FLASH ESSAY | I Pray for Cloudless Winter Nights
If there is snowfall or rainfall, my dad will be up in the madrugada shoveling salt onto the pavement. Slowly, one shovel-full at a time, spreading the salt evenly. God forbid he miss a corner or a crack between cement blocks where rain likes to pool and freeze. If someone slips and bruises, my dad could be fired. If my dad slips and bruises his back, oh well, it’s part of the job. My dad will have to withhold his whimper, pretend the pain storming down his spine is an itch to be tended to later. He’ll have to continue dumping salt onto the sidewalks as rain or snow continues to fall. He’ll have to do it quietly so as not to wake up the neighborhood, so that no one knows there was ice at night until they watch the morning news in the warmth of their living rooms. Quietly so no one knows someone had been up shoveling, shoveling, shoveling, stopping every now and then to sit in a car to regain feeling in cold toes, hands, and face. I imagine my dad getting tired of it all one day. I imagine him tossing his shovel aside, yelling at no one and everyone to salt their own damn sidewalks. I imagine him standing there, still, winter stealing his warm breath from him. I imagine him picking up his shovel and returning to work. What choice does he have? One shovel-full at a time. By morning my dad is gone—the streets salted, the sun rising out of the horizon, the neighborhood peeking out their window blinds and seeing a trail of footsteps in snow that will soon be disappeared by the day’s snowfall.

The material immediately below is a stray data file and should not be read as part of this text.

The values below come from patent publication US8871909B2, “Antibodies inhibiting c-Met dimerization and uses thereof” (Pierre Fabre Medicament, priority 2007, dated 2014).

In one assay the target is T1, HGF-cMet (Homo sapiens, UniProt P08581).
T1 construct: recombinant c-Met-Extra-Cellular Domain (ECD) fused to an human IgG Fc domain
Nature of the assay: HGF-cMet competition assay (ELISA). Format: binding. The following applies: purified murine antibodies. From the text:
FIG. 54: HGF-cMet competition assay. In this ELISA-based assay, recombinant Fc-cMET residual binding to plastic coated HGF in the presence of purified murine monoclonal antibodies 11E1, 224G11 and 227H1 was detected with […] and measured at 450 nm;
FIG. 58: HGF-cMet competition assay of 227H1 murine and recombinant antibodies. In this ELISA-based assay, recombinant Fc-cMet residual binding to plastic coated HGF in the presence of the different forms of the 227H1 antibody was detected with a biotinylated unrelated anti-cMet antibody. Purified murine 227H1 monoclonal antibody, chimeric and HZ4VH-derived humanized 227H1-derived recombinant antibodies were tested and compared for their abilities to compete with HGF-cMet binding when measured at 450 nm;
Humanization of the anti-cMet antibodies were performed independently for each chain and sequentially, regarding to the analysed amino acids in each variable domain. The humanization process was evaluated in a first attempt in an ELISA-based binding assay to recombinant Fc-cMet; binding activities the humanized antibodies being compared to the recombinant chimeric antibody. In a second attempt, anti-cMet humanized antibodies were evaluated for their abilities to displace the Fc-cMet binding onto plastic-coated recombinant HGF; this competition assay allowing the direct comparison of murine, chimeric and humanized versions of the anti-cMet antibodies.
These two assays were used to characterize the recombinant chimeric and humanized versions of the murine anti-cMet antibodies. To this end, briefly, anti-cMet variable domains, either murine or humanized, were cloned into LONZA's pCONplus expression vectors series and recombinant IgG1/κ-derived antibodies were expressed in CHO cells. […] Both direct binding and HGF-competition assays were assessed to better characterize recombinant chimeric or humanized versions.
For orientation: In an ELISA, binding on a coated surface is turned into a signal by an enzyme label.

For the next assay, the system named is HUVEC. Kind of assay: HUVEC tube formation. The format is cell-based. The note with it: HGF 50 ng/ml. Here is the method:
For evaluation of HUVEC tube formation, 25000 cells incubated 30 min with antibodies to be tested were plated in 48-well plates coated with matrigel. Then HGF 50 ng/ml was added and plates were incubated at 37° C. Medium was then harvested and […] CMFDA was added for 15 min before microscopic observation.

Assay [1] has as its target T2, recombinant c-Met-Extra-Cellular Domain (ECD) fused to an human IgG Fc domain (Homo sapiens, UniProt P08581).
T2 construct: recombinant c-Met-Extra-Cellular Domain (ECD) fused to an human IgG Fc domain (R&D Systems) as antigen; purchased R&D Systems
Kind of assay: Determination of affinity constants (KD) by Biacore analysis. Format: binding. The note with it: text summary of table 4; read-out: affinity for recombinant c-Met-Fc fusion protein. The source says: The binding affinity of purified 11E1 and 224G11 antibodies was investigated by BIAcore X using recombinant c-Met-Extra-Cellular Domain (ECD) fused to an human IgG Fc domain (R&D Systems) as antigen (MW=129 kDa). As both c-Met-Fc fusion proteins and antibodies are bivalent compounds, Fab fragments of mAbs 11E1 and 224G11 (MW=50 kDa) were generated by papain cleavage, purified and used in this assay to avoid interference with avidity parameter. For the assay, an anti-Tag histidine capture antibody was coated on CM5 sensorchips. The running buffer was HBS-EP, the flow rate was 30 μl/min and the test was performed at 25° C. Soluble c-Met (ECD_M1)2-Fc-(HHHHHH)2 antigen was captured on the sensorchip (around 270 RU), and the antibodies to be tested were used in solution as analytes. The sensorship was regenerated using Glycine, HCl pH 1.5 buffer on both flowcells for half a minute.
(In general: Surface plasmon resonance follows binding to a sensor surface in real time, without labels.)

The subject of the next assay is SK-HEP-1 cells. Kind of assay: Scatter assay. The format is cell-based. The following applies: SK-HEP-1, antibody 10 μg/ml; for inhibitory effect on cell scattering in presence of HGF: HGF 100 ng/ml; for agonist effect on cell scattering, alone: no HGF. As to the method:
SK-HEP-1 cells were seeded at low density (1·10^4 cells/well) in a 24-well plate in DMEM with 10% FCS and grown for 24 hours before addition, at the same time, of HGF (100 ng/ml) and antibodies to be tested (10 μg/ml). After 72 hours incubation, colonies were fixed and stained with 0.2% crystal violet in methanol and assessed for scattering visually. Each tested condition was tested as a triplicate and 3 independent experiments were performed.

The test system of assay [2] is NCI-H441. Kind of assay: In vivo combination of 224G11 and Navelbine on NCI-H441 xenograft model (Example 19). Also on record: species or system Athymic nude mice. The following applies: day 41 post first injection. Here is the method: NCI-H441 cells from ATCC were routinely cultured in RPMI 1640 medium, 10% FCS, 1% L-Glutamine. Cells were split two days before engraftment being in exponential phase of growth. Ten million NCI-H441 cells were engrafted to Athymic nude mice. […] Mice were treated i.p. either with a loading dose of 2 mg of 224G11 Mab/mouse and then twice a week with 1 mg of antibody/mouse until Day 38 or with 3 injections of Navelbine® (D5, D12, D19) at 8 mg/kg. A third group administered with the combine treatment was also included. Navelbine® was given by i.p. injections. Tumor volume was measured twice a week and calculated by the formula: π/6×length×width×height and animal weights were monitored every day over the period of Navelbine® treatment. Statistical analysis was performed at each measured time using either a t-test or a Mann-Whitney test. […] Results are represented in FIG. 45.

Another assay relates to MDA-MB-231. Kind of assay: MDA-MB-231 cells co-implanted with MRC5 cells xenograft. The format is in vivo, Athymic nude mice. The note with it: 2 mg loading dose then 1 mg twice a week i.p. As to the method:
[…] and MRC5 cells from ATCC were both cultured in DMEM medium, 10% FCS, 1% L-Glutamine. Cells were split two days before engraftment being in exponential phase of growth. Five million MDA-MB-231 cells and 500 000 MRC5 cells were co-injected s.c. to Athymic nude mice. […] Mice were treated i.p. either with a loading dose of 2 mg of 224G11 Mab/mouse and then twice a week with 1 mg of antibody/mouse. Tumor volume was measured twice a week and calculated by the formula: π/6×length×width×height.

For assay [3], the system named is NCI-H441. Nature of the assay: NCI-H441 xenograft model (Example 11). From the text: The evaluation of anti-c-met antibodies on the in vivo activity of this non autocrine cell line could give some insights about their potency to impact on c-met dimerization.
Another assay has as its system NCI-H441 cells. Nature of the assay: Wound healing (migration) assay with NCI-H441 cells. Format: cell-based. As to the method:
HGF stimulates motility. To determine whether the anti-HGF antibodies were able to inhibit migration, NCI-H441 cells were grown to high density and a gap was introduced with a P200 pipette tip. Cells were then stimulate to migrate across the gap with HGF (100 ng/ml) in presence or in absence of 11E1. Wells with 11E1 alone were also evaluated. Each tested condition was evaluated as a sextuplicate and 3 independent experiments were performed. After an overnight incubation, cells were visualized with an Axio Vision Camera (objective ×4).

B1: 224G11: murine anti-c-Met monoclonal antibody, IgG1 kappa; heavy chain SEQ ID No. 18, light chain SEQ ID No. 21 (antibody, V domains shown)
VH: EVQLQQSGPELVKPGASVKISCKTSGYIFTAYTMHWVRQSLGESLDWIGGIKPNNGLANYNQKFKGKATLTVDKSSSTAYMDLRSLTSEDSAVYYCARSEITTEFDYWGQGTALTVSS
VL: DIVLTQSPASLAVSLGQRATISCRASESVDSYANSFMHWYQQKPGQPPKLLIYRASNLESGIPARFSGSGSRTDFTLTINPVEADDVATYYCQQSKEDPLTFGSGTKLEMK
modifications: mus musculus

Moisés R. Delgado is a Latinx writer from the Midwest. He is an MFA candidate at the University of Arizona, and the nonfiction editor of Sonora Review. You can read his prose in X-R-A-Y Lit, The Pinch, Passages North, Homology Lit, and elsewhere. Moisés can often be found dancing on the moon.
Photograph by Alex Caza